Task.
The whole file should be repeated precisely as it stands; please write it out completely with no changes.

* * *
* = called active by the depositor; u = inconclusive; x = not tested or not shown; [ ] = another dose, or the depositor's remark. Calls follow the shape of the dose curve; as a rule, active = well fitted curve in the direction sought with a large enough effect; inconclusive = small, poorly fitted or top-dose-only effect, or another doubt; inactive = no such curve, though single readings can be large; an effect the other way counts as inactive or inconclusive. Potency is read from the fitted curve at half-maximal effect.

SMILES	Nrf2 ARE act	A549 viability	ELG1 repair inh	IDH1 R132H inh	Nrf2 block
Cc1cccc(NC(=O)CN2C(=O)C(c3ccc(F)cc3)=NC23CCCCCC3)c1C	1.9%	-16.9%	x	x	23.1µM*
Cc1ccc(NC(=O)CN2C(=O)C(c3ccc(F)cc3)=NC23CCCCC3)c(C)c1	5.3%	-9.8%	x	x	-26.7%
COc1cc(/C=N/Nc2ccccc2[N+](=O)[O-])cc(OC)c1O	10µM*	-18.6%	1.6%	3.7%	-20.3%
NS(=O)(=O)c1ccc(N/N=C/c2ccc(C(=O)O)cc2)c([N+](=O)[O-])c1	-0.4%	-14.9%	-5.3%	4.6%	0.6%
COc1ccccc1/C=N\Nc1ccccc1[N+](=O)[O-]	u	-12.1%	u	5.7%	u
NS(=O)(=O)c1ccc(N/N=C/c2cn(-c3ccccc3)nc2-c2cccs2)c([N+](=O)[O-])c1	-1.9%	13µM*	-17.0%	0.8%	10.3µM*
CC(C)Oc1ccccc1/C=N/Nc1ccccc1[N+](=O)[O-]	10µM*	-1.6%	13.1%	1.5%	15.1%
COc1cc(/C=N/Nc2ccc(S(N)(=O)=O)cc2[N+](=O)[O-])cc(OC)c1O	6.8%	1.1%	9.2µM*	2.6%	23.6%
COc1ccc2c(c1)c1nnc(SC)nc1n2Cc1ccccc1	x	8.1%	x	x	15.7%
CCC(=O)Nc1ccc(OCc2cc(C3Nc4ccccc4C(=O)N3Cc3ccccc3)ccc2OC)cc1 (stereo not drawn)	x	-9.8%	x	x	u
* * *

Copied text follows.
* = called active by the depositor; u = inconclusive; x = not tested or not shown; [ ] = another dose, or the depositor's remark. Calls follow the shape of the dose curve; as a rule, active = well fitted curve in the direction sought with a large enough effect; inconclusive = small, poorly fitted or top-dose-only effect, or another doubt; inactive = no such curve, though single readings can be large; an effect the other way counts as inactive or inconclusive. Potency is read from the fitted curve at half-maximal effect.

SMILES	Nrf2 ARE act	A549 viability	ELG1 repair inh	IDH1 R132H inh	Nrf2 block
Cc1cccc(NC(=O)CN2C(=O)C(c3ccc(F)cc3)=NC23CCCCCC3)c1C	1.9%	-16.9%	x	x	23.1µM*
Cc1ccc(NC(=O)CN2C(=O)C(c3ccc(F)cc3)=NC23CCCCC3)c(C)c1	5.3%	-9.8%	x	x	-26.7%
COc1cc(/C=N/Nc2ccccc2[N+](=O)[O-])cc(OC)c1O	10µM*	-18.6%	1.6%	3.7%	-20.3%
NS(=O)(=O)c1ccc(N/N=C/c2ccc(C(=O)O)cc2)c([N+](=O)[O-])c1	-0.4%	-14.9%	-5.3%	4.6%	0.6%
COc1ccccc1/C=N\Nc1ccccc1[N+](=O)[O-]	u	-12.1%	u	5.7%	u
NS(=O)(=O)c1ccc(N/N=C/c2cn(-c3ccccc3)nc2-c2cccs2)c([N+](=O)[O-])c1	-1.9%	13µM*	-17.0%	0.8%	10.3µM*
CC(C)Oc1ccccc1/C=N/Nc1ccccc1[N+](=O)[O-]	10µM*	-1.6%	13.1%	1.5%	15.1%
COc1cc(/C=N/Nc2ccc(S(N)(=O)=O)cc2[N+](=O)[O-])cc(OC)c1O	6.8%	1.1%	9.2µM*	2.6%	23.6%
COc1ccc2c(c1)c1nnc(SC)nc1n2Cc1ccccc1	x	8.1%	x	x	15.7%
CCC(=O)Nc1ccc(OCc2cc(C3Nc4ccccc4C(=O)N3Cc3ccccc3)ccc2OC)cc1 (stereo not drawn)	x	-9.8%	x	x	u